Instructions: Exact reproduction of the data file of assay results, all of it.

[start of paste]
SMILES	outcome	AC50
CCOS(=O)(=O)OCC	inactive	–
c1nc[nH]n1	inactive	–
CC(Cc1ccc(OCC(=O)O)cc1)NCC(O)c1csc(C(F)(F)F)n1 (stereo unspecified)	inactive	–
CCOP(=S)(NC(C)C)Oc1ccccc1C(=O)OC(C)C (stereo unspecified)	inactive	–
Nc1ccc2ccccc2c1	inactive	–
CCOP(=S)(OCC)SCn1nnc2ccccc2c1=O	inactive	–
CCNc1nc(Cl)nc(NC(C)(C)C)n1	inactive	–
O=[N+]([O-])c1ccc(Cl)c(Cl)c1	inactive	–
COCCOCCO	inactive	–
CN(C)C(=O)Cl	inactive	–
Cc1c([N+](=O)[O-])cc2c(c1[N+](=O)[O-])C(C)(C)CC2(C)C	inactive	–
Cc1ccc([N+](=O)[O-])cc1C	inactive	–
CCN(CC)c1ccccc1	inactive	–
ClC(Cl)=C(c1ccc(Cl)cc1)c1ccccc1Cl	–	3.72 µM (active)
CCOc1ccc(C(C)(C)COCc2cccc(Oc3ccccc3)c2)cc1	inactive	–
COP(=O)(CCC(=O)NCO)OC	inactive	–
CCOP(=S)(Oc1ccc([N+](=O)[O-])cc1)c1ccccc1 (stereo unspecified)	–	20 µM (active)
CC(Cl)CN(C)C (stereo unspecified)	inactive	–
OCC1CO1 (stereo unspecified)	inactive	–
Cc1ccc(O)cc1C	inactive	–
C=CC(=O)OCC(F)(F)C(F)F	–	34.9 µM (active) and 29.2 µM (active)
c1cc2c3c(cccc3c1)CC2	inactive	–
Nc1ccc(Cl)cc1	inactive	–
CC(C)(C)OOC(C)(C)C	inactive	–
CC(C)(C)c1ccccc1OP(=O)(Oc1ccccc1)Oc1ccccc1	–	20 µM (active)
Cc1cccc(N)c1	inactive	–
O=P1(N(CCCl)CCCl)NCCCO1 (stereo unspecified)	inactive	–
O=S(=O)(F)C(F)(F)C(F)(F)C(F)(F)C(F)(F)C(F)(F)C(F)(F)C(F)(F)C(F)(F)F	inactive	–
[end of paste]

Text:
SMILES	outcome	AC50
CCOS(=O)(=O)OCC	inactive	–
c1nc[nH]n1	inactive	–
CC(Cc1ccc(OCC(=O)O)cc1)NCC(O)c1csc(C(F)(F)F)n1 (stereo unspecified)	inactive	–
CCOP(=S)(NC(C)C)Oc1ccccc1C(=O)OC(C)C (stereo unspecified)	inactive	–
Nc1ccc2ccccc2c1	inactive	–
CCOP(=S)(OCC)SCn1nnc2ccccc2c1=O	inactive	–
CCNc1nc(Cl)nc(NC(C)(C)C)n1	inactive	–
O=[N+]([O-])c1ccc(Cl)c(Cl)c1	inactive	–
COCCOCCO	inactive	–
CN(C)C(=O)Cl	inactive	–
Cc1c([N+](=O)[O-])cc2c(c1[N+](=O)[O-])C(C)(C)CC2(C)C	inactive	–
Cc1ccc([N+](=O)[O-])cc1C	inactive	–
CCN(CC)c1ccccc1	inactive	–
ClC(Cl)=C(c1ccc(Cl)cc1)c1ccccc1Cl	–	3.72 µM (active)
CCOc1ccc(C(C)(C)COCc2cccc(Oc3ccccc3)c2)cc1	inactive	–
COP(=O)(CCC(=O)NCO)OC	inactive	–
CCOP(=S)(Oc1ccc([N+](=O)[O-])cc1)c1ccccc1 (stereo unspecified)	–	20 µM (active)
CC(Cl)CN(C)C (stereo unspecified)	inactive	–
OCC1CO1 (stereo unspecified)	inactive	–
Cc1ccc(O)cc1C	inactive	–
C=CC(=O)OCC(F)(F)C(F)F	–	34.9 µM (active) and 29.2 µM (active)
c1cc2c3c(cccc3c1)CC2	inactive	–
Nc1ccc(Cl)cc1	inactive	–
CC(C)(C)OOC(C)(C)C	inactive	–
CC(C)(C)c1ccccc1OP(=O)(Oc1ccccc1)Oc1ccccc1	–	20 µM (active)
Cc1cccc(N)c1	inactive	–
O=P1(N(CCCl)CCCl)NCCCO1 (stereo unspecified)	inactive	–
O=S(=O)(F)C(F)(F)C(F)(F)C(F)(F)C(F)(F)C(F)(F)C(F)(F)C(F)(F)C(F)(F)F	inactive	–